This tutorial is demonstrating one solution to serve data read from TinkerForge sensors via a REST web service. It is implemented utilizing Python on a Fedora Unix (for ARM) running on a Cubietruck. It is not handling the basics of connecting to TinkerForge hardware, as this is covered quite well on their homepage.
REST is an acronym for “Representational State Transfer” and stands for a programmers paradigm mainly used in web applications. The main idea behind REST states, that one URL should present exactly one type of site content (independent where this content was generated from; e.g. a search on database). This behavior for static content (such as permalinks) is written down in the HTTP Internet standard. REST is based on five principles:
- Client – Server separation; server and client may be implemented independently, even in varying programming languages, when the interface between them is well-matched.
- Cacheable – All responses must be flagged as cacheable or not; when using cache headers in the responses with cache expired times this helps improving performance and scalability, as the client can respect this for further connections to the service.
- Stateless Transfer – this means that each individual request from a client to the service holds all necessary information to establish the connection (e.g. user data for authentication)
- Layered System – for a client it is not clear whether it is already connected to the end server or everywhere in-between (for instance: a load balancing system). This is also connected with the REST caching.
- Uniform interface – this means a decoupling of the architecture. An individual resource is identified in a request for instance using URIs. And the resources are conceptual separated from the representation that is send to the client. This means, a REST service may connect to a database based on a query that is invoked by the client connection, but will return not the database query back, but rather XML or JSON. For the client it is not visible how exactly the service is “working” in the background.
It is important to note, that REST itself is not a standard, like SOAP-based web services are. REST is meant to be an architectural style, whereas SOAP is a protocol. But REST is resting upon common Internet standards, like URI, HTTP or XML.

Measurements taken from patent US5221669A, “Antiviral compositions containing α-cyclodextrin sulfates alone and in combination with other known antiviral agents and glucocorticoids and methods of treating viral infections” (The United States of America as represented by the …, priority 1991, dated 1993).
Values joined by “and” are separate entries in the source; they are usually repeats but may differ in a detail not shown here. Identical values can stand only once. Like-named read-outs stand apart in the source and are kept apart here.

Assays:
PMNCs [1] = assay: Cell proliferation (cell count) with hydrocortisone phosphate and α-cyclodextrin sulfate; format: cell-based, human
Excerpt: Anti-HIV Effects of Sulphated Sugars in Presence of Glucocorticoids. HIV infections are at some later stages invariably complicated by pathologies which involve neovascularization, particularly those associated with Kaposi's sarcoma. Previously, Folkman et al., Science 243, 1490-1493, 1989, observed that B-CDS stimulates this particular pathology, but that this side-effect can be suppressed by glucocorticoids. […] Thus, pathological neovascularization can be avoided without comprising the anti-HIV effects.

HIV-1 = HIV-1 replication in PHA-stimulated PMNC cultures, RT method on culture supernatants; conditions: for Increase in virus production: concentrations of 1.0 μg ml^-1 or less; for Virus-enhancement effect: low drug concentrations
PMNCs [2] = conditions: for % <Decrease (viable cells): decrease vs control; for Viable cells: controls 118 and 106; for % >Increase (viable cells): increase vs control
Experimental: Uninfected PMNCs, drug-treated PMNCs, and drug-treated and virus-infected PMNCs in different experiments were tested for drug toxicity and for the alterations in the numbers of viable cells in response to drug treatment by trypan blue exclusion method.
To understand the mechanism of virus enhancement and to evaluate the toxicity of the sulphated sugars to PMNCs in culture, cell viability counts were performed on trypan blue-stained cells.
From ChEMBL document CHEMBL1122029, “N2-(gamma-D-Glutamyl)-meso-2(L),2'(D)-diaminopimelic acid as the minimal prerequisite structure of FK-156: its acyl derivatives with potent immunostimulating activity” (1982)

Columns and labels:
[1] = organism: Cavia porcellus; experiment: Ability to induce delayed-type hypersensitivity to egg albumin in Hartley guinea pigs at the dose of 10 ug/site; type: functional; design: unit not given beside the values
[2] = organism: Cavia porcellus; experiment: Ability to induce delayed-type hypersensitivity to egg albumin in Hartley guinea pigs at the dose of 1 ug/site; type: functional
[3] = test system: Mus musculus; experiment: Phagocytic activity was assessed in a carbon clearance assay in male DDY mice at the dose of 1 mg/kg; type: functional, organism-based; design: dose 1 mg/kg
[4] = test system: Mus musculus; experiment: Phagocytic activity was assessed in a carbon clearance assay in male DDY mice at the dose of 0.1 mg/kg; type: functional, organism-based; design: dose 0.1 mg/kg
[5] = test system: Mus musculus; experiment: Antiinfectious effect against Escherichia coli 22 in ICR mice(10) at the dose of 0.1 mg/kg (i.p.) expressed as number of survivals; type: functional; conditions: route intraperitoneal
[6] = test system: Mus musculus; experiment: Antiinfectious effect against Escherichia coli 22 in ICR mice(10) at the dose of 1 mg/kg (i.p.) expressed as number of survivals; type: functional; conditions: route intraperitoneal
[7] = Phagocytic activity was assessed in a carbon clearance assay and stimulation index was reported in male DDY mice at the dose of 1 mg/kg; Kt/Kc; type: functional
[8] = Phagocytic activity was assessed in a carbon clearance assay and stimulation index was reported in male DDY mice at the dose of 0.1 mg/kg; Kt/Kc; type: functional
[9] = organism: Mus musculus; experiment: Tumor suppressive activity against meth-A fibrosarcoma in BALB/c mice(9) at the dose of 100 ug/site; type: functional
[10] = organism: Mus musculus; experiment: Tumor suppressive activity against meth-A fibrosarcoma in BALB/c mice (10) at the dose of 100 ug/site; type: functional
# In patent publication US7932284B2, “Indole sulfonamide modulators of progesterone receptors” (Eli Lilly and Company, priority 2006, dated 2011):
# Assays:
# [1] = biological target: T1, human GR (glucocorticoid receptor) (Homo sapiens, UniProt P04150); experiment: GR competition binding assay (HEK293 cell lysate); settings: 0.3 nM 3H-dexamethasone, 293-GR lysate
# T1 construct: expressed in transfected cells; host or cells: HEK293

REST HTTP methods
|URL (or resource)||GET||PUT||POST||DELETE|
|List all URIs and maybe more details of collection members||Replace the collection by another one||Create a new collection member. The service will return the URI of the new member.||Delete the full collection|
|Element URI, such as
|Retrieve a representation of this member including the data connected with the member in a format like JSON or XML.||Create a new member or when it exists already, replace it.||Most likely not used / implemented.||Delete the specific member in the collection|
After some theory, let´s get started with the implementation. I assume, that you already installed python and „pip”, as well as the whole Tinkerforge SDK on your system.
If not already, install them:
sudo yum install python-setuptools python-setuptools-devel python
To install the Tinkerforge SDK, please visit the webpage about their SDK for Python installation.
Let´s get started
There are multiple frameworks, like Django REST framework etc. available for Python, but I used Flask with mimerender as this combination seemed most flexible in their set-up for me. As just basic functionality regarding GET requests is needed for the implementation I decided against a complex framework like Django is.
To install Flask and mimerender, just call the following command from the command line:
sudo pip install Flask sudo pip install mimerender
After installation, create a Python file that will include the source code for setting up a.) a rest web service b.) the connection to the Tinkerforge hardware.